Essay On Christendom

Essay On Christendom-29
This has been particularly the case as Protestant adherence to divisive confessional commitments has declined and Evangelicals, filling the void left by the decline of mainline Protestantism, have found common ground with Catholics on moral and social issues in the aftermath of .

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ccording to Hans Jonas, the birth of modern science was bound up with the advent of a radical new view of reality, a “technological ontology” that conflates nature and artifice, knowing and making, truth and utility.

This metaphysical revolution has set in motion a perpetual historical revolution, whose interminable machinations continually threaten to overwhelm the revolutionaries themselves.

The regulatory state and ubiquitous new global media throw their ever increasing weight behind the new understanding of marriage and its implicit anthropology, which treats our bodies as raw material to be used as we see fit.

Today a rigorous new public morality inverts and supplants the of our Christian moral inheritance.

We are beginning to feel the force of this transformation in civil society and the political order.

Essay On Christendom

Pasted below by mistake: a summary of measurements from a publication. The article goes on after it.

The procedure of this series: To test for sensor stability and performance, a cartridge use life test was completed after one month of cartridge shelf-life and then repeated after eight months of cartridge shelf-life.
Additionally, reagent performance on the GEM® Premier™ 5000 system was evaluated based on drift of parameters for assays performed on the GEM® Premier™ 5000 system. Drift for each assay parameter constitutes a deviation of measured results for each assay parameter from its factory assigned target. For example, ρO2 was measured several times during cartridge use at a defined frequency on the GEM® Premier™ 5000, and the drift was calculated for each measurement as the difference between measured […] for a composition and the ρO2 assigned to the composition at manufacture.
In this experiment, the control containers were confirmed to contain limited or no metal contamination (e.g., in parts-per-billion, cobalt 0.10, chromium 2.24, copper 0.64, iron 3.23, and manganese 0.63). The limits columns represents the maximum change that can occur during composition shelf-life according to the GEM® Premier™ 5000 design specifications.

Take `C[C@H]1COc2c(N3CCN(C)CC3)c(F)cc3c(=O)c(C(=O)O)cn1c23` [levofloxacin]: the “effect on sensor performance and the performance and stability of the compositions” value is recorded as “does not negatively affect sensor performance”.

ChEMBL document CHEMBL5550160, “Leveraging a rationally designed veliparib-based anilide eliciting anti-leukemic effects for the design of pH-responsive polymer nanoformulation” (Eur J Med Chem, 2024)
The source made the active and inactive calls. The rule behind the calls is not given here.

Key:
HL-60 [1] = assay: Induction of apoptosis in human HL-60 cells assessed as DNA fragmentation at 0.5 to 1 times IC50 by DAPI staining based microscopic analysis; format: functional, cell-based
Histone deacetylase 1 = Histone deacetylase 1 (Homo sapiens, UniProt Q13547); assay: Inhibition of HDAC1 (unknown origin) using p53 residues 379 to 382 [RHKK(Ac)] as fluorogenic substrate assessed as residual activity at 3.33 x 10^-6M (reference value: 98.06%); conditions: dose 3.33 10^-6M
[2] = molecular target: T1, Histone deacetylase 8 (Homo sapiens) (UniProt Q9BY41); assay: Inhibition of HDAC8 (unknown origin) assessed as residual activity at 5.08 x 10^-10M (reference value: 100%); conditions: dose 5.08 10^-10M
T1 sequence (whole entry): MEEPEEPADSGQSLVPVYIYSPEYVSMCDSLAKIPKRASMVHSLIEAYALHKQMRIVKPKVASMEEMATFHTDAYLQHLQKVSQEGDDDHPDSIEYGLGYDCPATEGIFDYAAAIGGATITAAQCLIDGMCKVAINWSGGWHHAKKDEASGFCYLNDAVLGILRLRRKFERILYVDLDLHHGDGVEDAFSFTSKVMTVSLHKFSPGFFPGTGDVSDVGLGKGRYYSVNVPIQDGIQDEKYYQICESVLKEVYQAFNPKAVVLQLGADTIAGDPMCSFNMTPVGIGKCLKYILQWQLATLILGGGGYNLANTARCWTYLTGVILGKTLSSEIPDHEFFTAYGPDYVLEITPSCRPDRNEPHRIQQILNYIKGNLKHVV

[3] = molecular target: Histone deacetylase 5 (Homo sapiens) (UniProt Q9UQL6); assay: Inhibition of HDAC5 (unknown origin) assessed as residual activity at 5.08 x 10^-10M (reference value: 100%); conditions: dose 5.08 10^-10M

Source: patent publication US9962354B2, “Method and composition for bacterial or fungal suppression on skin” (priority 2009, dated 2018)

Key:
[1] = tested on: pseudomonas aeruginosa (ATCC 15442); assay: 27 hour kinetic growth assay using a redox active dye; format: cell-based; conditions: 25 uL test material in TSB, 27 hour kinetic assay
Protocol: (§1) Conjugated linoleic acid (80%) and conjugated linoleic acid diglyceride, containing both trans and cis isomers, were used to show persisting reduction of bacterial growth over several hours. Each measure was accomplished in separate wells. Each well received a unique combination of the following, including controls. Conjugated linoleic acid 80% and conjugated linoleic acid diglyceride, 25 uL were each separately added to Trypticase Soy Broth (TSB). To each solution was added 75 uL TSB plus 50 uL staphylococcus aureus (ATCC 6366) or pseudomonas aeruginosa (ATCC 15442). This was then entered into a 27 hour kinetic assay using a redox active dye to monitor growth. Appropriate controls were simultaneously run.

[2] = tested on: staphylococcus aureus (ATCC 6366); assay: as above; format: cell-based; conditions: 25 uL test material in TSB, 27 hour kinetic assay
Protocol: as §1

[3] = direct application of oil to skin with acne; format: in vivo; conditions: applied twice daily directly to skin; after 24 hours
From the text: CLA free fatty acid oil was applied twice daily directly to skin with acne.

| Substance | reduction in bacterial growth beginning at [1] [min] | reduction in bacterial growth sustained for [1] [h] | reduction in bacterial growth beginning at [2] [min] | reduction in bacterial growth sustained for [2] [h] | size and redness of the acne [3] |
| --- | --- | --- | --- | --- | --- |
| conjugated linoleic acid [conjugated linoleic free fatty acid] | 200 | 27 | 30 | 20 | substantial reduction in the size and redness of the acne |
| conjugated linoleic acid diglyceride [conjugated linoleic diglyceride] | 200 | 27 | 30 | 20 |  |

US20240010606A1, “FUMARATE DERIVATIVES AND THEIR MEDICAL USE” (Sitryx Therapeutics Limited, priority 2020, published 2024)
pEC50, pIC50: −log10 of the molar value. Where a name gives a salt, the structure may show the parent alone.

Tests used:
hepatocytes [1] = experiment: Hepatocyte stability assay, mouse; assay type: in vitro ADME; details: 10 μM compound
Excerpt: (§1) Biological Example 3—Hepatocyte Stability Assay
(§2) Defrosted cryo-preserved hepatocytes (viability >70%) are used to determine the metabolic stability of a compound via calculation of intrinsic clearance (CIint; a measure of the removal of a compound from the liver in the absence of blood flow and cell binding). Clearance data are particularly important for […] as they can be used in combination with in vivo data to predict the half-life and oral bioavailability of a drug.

Court decisions invalidating traditional marriage law fall from the sky like rain.This compels us to reconsider the civic project of American Christianity that has for the most part guided our participation in the liberal public order for at least a century.Encompassing the Social Gospel movement of the early twentieth century and the United States Conference of Catholic Bishops at the beginning of the twenty-first, this project has transcended the historical and theological division between Catholics and Protestants.This is because the sexual revolution is one aspect of a deeper revolution in the question of who or what we understand the human person to be (fundamental anthropology), and indeed of what we understand reality to be (ontology).All notions of justice presuppose ontology and anthropology, and so a revolution in fundamental anthropology will invariably transform the meaning and content of justice and bring about its own morality.If, however, a man in his advancing years has to turn to his children, or grandchildren, to have them tell him what the present is about; if his own acquired knowledge and understanding no longer avail him; if at the end of his days he finds himself to be obsolete rather than wise—then we may term the rate and scope of change that thus overtook him, “revolutionary.” By this measure, there can be little doubt that we live in revolutionary times, even if this revolution is the full flower of seeds planted long ago.What availed as the common wisdom of mankind until the day before yesterday—for example, that name natural realities as well as social roles, that children issue naturally from their union, that the marital union of man and woman is the foundation of human society and provides the optimal home for the flourishing of children—all this is now regarded by many as obsolete and even hopelessly bigoted, as court after court, demonstrating that this revolution has profoundly transformed even the meaning of reason itself, has declared that this bygone wisdom now fails even to pass the minimum legal threshold of rational cogency.Rarely do political or theological disagreements penetrate deeply enough to disturb this shared foundation.Liberal or conservative, postconciliar Catholicism in America is essentially Murrayite.roadly speaking, we may characterize the civic project of American Christianity as the attempt to harmonize Christianity and liberal order and to anchor American public philosophy in the substance of Protestant morality, Catholic social teaching, or some version of natural law that might qualify as public reason.George Weigel articulated one of the assumptions animating protagonists on all sides of this project when in he wrote that “there is no contradiction between the truth claims of Catholicism and the American democratic experiment.” This assertion rests on some form of Murray’s familiar distinction between articles of faith and articles of peace.


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